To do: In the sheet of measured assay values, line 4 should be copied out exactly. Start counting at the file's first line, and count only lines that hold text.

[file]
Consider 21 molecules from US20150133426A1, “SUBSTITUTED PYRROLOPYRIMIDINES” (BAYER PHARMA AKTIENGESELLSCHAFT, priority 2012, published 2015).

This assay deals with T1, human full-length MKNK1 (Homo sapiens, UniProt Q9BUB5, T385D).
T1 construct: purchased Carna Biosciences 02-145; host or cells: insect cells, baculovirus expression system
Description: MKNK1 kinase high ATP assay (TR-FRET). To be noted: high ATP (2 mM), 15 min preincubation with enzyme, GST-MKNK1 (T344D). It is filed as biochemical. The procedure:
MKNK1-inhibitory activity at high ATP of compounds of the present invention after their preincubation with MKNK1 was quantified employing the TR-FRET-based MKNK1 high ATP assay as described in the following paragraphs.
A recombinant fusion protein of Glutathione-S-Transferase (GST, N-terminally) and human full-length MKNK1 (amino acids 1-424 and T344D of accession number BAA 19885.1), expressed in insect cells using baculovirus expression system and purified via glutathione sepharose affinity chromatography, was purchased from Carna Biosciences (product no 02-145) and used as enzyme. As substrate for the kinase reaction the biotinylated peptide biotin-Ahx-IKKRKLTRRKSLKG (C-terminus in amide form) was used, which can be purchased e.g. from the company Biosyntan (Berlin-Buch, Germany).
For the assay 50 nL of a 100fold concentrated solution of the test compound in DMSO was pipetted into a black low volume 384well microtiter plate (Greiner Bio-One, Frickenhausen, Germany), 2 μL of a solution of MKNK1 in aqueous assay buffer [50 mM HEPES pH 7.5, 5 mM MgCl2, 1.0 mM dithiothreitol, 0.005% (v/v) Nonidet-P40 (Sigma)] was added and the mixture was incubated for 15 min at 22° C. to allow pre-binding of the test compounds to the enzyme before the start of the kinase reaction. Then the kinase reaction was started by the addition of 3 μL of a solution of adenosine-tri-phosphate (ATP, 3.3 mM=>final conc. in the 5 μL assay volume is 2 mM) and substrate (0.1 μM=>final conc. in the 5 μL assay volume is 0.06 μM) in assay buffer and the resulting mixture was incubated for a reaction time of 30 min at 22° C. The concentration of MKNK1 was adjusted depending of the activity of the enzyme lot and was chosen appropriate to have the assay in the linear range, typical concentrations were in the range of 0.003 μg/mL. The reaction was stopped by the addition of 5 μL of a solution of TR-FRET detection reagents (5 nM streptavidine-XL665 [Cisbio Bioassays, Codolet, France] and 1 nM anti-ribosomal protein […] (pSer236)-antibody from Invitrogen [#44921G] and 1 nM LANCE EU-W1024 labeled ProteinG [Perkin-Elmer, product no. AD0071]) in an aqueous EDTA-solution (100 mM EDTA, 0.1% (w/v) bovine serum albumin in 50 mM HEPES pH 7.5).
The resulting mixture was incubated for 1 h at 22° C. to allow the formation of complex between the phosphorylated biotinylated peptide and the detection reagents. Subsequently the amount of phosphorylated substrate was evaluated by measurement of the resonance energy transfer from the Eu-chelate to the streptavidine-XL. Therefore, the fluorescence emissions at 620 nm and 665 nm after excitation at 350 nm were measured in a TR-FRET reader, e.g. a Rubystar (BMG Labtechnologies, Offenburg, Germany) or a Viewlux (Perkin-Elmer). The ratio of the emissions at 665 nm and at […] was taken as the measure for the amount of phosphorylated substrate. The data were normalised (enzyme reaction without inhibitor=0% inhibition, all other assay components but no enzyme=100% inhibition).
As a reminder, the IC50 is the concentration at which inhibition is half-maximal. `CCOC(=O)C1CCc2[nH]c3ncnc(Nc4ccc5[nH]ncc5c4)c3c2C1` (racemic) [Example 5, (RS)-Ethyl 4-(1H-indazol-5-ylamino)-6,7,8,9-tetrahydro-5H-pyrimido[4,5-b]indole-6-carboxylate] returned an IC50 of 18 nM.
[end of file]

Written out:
Description: MKNK1 kinase high ATP assay (TR-FRET). To be noted: high ATP (2 mM), 15 min preincubation with enzyme, GST-MKNK1 (T344D). It is filed as biochemical. The procedure: